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Walk up Old Man of Coniston from Coniston via Church Beck

By Dave Chick   

on November 22, 2018    4.67/5 (3)

Walk up Old Man of Coniston from Coniston via Church Beck

Further Details

Route Summary:

Explore some of Coniston’s industrial past with this walk from Coniston to the Old Man

This walk includes the Wainwright of The Old Man of Coniston (Coniston Old Man)

This walk includes the Hewitt of The Old Man of Coniston (Coniston Old Man)

This walk includes the Nuttall of The Old Man of Coniston (Coniston Old Man)

Route Start Location: Coniston tourist information centre

4.14 km 702 m 2 hours one way

Calculate the time using Naismith’s Rule and factor in your own pace.

Activivity Type: Hard Walk

Summits and Places on this Route


Toilets can be found in the tourist information centre car park while Coniston village has plenty of pubs to keep the thirst at bay.


Treat the old mine workings with respect and do not enter any of the mine entrances. Unmarked shafts and adits (horizontal entrances) may exist.

Remember that we cannot outline every single hazard on a walk – it’s up to you to be safe and competent. Read up on Mountain Safety , Navigation and what equipment you’ll need.

Parking : LA21 8EH

National Park tourist information centre – Ruskin Avenue

Payable everyday 9am to 6pm including Sunday and Bank Holidays

  • up to 2 hours: £3.00
  • 3 hours: £4.20
  • 4 hours: £5.40
  • 5 hours: £6.60
  • 9 hours: £8.00

Public Transport:

505 (Coniston Rambler) bus from Kendal, Windermere, Ambleside and Hawkshead

X12 bus from Ulverston

Traveline for UK Public Transport

Recommended Maps


Walk up Old Man of Coniston from Coniston via Church Beck Ordnance Survey Map and GPX File Download

Download file for GPS

Walk up Old Man of Coniston from Coniston via Church Beck

A visit to Coniston is almost unimaginable without climbing its most famed peak; the Old Man of Coniston. It dominates the village with the summit being barely 3km from the centre (although some 600m higher!).

It is popular with walkers and tourist alike as several, well-marked paths snake up to the summit. This route from Coniston village is the most popular and, while short, offers a great deal of interest thanks to the industrial past of this area of the Lake District. It also helps that the Coniston fells are some of the most scenic in the National Park with the Old Man being the daddy of them all (so to speak).

For more information on the Old Man of Coniston – read our article detailing All the Walks up Coniston Old Man which has a few further walking options from Coniston including the ‘tourist route’ from Walna Scar Road.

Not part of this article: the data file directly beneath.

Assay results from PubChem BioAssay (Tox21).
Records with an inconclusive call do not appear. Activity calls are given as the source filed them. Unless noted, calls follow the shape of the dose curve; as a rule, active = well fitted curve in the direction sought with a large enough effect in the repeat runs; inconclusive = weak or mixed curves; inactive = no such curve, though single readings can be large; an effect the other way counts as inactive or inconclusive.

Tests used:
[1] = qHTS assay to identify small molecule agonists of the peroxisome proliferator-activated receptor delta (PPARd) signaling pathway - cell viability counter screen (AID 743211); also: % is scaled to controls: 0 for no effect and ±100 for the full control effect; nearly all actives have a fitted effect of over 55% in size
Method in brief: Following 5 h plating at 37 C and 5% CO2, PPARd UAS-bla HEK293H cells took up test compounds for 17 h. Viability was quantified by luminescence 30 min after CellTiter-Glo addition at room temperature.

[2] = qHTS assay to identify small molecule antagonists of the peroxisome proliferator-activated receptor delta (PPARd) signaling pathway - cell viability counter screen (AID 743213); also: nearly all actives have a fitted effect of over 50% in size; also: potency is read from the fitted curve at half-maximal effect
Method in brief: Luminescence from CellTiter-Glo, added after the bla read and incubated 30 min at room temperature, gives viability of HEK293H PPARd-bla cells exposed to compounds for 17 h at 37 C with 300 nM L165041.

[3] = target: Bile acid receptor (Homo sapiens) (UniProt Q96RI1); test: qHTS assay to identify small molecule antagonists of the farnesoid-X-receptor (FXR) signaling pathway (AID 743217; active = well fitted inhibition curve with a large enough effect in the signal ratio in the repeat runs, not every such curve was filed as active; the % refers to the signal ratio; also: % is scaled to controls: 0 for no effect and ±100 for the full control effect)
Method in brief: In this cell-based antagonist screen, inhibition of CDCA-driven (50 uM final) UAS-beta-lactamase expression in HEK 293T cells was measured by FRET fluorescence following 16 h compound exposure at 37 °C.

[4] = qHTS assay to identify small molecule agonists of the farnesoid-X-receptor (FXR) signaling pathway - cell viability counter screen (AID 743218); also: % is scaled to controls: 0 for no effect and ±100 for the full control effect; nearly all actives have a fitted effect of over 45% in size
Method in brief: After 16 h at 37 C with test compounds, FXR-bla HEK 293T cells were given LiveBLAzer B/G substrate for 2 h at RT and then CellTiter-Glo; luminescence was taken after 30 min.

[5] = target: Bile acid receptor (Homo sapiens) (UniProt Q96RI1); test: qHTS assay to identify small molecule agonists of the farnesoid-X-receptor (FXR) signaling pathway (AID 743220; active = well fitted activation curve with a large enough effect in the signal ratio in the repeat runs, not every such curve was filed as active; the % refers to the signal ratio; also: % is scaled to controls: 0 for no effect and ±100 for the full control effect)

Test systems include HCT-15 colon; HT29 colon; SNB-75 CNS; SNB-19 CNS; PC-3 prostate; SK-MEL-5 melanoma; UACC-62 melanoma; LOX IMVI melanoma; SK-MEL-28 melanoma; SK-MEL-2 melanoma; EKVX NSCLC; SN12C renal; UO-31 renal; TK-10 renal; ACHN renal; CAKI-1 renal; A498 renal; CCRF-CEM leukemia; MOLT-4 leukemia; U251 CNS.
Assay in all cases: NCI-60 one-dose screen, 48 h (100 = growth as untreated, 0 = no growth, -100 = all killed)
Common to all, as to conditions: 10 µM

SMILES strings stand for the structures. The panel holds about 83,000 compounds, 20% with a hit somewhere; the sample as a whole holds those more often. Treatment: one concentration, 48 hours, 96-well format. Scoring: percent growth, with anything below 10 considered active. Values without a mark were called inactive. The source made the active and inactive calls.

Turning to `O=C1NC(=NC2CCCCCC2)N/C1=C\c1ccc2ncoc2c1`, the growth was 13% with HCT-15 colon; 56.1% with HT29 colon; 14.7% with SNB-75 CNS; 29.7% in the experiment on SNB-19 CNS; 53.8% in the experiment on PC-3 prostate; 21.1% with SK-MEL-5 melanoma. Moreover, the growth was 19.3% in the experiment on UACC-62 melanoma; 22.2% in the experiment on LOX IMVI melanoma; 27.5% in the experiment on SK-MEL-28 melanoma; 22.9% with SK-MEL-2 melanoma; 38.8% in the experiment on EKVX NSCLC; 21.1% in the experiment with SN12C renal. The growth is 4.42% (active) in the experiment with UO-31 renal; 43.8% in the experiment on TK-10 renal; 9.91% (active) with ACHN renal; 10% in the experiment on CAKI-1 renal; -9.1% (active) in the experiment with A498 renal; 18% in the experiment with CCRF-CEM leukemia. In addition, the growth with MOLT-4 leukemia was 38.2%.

Walk up Old Man of Coniston from Coniston via Church Beck Full Route Description

1 – We’ve chosen Coniston as the official starting point for this walk though it can also be accessed from the Walna Scar car park to the south of the fell. Assuming you have parked in the car park at the tourist information centre, take a left at the car park entrance to follow the B5258 through the village to the junction with the A593. Turn left to cross a bridge over Church Beck before an immediate right at the Lakes Cottages (across the road).

2 – This narrow road leads to the grand Sun Hotel. Take the first right immediately after the hotel where you’ll see a sign on the building opposite pointing the direction to the Old Man and Levers Water. Follow this track through the buildings until you reach the Miners Bridge over Church Beck (SD 29423 98022).

3 – Don’t cross the bridge. Instead, remain on the narrow path on the south side of the stream where it turns west, continuing to climb. Pass through a few drystone enclosure walls as the path climbs to Crowberry Haws. At a junction (SD 28454 98095), take a right and then keep left to stay on the main path for the Old Man of Coniston.

3 – The path begins to climb more steeply up a set of zigzags until you reach the first of many of the industrial ‘levels’, surrounded by large piles of spoil. The remains of the mine workings are everywhere with ruined buildings, winding engines, old aerial tramways and steel cables scattered all around. It’s a fascinating place and a worthwhile place to explore. The path, utilising the old ramps, goes right through the middle.

4 –  After more climbing, you will emerge at Low Water, a fine glacial tarn nestled in the clutches of the mountains above it. At the tarn, the path continues up the hillside to the left, zigzagging up the steeper sections. The upper part of this path has had some much-needed attention with pitched stones helping to reduce erosion. Once at the top of the zigzags the path bears right to reach the summit platform and trig point. On a clear day, the view down to Low Water is superb.

5 – If time and energy permit, the best continuations of this walk are either the Brim Fell – Swirl How ridge to the north or a circuit of Goat’s Water to Dow Crag to the west. Otherwise, the route of ascent offers the quickest and most direct route back to Coniston.

Dave is our Lake District local expert, often found in the depths of Cumbria he's the author of his own part on the web, All the Gear but no Idea.
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